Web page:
The Dangers Of Cigarette Smoking
There are few things that doctors generally agree upon, but the dangers of
cigarette smoking are one of them. Ironically, the more we learn about smoking,
the more dangers we learn it has, yet teenage girls are still increasingly starting
the habit. In 2001, more than 351,500 American children under age 18 started
smoking; of these, more than 112,000 will eventually die from a smoking related
illness. Seem surprising? Tobacco use is directly responsible for more
than 25 causes of death and is a risk factor for numerous others. Estimates
are that 4 million people will die of tobacco-related illnesses worldwide this
year; by the 2020's, the death toll will increase to 10 million deaths per year.
In the US, cigarette smoking accounts for approximately 300,000 to 430,000 deaths.
. .more than 10 times as many as die from breast cancer).
Numerous studies have shown that women are more negatively affected by smoking
than men. While smoking overall has decreased more than 40% since 1965, lung
cancer deaths among women have increased 150% between 1974-1994 compared to
only a 20% increase in men. Half of all heart related causes of death in women
younger than 65 are due to cigarette smoking. Many women who smoke are surprised
to find out that lung cancer surpasses breast cancer as the leading cancer killer
of women. In fact, one out of 3 cancer deaths are related to smoking.
But tobacco use does not just cause lung cancer: it is linked to cancers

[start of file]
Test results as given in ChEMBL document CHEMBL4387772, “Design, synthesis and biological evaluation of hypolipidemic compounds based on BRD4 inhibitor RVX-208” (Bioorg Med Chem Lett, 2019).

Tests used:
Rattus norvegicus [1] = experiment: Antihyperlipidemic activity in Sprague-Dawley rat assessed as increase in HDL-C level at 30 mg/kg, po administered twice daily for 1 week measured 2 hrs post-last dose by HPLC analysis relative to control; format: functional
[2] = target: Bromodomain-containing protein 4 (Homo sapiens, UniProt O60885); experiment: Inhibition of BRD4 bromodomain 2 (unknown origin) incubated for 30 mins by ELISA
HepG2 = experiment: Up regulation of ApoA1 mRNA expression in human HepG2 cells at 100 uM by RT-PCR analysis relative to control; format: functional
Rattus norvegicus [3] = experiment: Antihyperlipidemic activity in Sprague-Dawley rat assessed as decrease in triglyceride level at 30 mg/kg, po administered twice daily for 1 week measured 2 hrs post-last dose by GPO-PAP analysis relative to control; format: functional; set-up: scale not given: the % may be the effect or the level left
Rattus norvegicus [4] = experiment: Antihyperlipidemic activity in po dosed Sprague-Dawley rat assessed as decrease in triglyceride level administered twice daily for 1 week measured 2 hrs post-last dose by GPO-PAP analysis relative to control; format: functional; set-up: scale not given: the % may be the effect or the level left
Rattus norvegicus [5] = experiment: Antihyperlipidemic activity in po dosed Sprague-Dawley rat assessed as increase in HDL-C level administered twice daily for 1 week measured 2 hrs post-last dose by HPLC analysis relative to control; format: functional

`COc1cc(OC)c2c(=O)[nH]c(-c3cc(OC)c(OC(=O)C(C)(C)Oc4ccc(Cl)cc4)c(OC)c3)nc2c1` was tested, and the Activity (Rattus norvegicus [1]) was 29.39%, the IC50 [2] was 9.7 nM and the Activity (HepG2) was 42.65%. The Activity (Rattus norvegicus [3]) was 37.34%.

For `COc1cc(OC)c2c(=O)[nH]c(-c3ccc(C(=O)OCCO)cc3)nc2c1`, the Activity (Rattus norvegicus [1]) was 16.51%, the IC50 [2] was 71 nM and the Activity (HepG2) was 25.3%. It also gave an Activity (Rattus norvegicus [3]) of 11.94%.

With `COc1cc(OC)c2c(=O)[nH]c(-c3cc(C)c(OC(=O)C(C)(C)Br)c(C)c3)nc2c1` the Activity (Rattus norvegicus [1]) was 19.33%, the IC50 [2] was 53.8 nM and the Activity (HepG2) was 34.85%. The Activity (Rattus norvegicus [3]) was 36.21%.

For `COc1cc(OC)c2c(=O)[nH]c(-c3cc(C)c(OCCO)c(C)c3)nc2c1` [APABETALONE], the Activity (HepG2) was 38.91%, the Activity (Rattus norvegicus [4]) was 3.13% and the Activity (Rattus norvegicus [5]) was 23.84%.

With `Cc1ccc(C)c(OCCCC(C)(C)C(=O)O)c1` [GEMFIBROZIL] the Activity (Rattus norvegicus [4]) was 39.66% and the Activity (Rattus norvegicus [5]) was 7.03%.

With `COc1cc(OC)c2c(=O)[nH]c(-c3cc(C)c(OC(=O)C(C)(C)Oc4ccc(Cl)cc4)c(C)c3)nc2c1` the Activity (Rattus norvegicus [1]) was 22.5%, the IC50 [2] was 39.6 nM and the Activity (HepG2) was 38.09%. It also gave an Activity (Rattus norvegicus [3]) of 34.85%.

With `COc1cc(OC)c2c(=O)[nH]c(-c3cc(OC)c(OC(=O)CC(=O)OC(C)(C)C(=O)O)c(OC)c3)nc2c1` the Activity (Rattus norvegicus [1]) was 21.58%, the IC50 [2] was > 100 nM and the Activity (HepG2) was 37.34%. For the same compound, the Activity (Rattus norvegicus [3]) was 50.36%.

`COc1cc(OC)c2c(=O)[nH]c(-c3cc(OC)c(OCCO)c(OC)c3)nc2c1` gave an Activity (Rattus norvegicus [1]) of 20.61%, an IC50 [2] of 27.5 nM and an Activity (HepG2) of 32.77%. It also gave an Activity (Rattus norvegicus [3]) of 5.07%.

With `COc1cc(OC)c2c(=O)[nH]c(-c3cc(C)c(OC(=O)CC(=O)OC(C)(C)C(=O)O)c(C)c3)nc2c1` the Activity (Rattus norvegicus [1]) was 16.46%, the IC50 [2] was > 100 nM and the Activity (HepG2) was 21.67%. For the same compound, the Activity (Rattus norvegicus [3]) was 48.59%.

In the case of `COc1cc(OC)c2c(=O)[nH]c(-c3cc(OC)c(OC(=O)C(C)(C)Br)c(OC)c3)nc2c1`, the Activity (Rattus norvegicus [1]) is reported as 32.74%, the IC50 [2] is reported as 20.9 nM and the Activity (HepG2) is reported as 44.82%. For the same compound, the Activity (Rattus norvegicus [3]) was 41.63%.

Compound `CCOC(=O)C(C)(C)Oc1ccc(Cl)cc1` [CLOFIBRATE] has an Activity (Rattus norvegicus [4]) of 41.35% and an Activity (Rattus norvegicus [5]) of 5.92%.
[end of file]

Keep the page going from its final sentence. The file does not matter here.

of the mouth and throat, esophagus, pancreas, bladder, breast and cervix.
Not all consequences of smoking in women are fatal, but they are potentially
serious. For example, women who smoke are 4 times as likely to have serious
side effects from birth control pills. Women who smoke are twice as likely
to lose their vision, even after they quit.
Parental smoking is one of the strongest risk factors for children and teens
beginning to smoke. Maternal smoking influences their children even in
utero: women who smoke during pregnancy have babies that weigh, on average,
7 ounces less than babies of nonsmoking mothers. These babies show nicotine
levels in their blood equal to adult levels. . .and they go through nicotine
withdrawal in their first days of life.
Mothers who smoke have children with significantly higher rates of ear infections,
even when the mothers report that they "never" smoke in front of the child.
In addition, SIDS (Sudden Infant Death Syndrome) occurs more often in babies
of smoking moms.
Created: 9/30/2003  - Donnica Moore, M.D.